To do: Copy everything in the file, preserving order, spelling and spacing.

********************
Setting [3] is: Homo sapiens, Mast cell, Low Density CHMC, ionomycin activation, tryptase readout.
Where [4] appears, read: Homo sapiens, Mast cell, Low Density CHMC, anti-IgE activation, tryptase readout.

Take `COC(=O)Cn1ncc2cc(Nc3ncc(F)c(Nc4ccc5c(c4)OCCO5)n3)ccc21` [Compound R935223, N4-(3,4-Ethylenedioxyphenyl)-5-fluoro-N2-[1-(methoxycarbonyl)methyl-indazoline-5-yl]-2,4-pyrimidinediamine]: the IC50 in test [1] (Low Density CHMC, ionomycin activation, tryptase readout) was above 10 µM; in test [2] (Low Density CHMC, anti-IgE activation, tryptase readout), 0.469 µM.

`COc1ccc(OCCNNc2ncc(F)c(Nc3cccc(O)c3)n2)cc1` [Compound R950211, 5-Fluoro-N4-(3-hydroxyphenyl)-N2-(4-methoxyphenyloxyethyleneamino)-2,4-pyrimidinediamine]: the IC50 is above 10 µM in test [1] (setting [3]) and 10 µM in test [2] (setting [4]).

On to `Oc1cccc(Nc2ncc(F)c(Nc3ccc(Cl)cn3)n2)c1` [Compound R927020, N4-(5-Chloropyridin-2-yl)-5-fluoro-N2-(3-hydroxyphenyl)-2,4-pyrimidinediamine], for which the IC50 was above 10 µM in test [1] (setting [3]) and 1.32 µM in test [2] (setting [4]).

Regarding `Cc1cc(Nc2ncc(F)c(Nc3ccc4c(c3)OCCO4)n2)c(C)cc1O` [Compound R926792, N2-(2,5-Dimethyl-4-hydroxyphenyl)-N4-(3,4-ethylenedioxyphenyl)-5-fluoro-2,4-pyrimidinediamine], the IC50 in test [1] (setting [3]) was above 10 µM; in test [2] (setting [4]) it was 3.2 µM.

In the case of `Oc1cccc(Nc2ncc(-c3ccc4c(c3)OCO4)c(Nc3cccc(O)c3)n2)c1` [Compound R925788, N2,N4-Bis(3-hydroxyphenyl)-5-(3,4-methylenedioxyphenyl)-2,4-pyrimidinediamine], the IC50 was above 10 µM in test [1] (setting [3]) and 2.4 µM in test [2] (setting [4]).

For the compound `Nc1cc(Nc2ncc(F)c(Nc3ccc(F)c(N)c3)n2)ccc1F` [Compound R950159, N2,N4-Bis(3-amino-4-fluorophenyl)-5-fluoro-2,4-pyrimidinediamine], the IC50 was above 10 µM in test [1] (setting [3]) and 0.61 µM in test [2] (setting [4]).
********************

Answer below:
Setting [3] is: Homo sapiens, Mast cell, Low Density CHMC, ionomycin activation, tryptase readout.
Where [4] appears, read: Homo sapiens, Mast cell, Low Density CHMC, anti-IgE activation, tryptase readout.

Take `COC(=O)Cn1ncc2cc(Nc3ncc(F)c(Nc4ccc5c(c4)OCCO5)n3)ccc21` [Compound R935223, N4-(3,4-Ethylenedioxyphenyl)-5-fluoro-N2-[1-(methoxycarbonyl)methyl-indazoline-5-yl]-2,4-pyrimidinediamine]: the IC50 in test [1] (Low Density CHMC, ionomycin activation, tryptase readout) was above 10 µM; in test [2] (Low Density CHMC, anti-IgE activation, tryptase readout), 0.469 µM.

`COc1ccc(OCCNNc2ncc(F)c(Nc3cccc(O)c3)n2)cc1` [Compound R950211, 5-Fluoro-N4-(3-hydroxyphenyl)-N2-(4-methoxyphenyloxyethyleneamino)-2,4-pyrimidinediamine]: the IC50 is above 10 µM in test [1] (setting [3]) and 10 µM in test [2] (setting [4]).

On to `Oc1cccc(Nc2ncc(F)c(Nc3ccc(Cl)cn3)n2)c1` [Compound R927020, N4-(5-Chloropyridin-2-yl)-5-fluoro-N2-(3-hydroxyphenyl)-2,4-pyrimidinediamine], for which the IC50 was above 10 µM in test [1] (setting [3]) and 1.32 µM in test [2] (setting [4]).

Regarding `Cc1cc(Nc2ncc(F)c(Nc3ccc4c(c3)OCCO4)n2)c(C)cc1O` [Compound R926792, N2-(2,5-Dimethyl-4-hydroxyphenyl)-N4-(3,4-ethylenedioxyphenyl)-5-fluoro-2,4-pyrimidinediamine], the IC50 in test [1] (setting [3]) was above 10 µM; in test [2] (setting [4]) it was 3.2 µM.

In the case of `Oc1cccc(Nc2ncc(-c3ccc4c(c3)OCO4)c(Nc3cccc(O)c3)n2)c1` [Compound R925788, N2,N4-Bis(3-hydroxyphenyl)-5-(3,4-methylenedioxyphenyl)-2,4-pyrimidinediamine], the IC50 was above 10 µM in test [1] (setting [3]) and 2.4 µM in test [2] (setting [4]).

For the compound `Nc1cc(Nc2ncc(F)c(Nc3ccc(F)c(N)c3)n2)ccc1F` [Compound R950159, N2,N4-Bis(3-amino-4-fluorophenyl)-5-fluoro-2,4-pyrimidinediamine], the IC50 was above 10 µM in test [1] (setting [3]) and 0.61 µM in test [2] (setting [4]).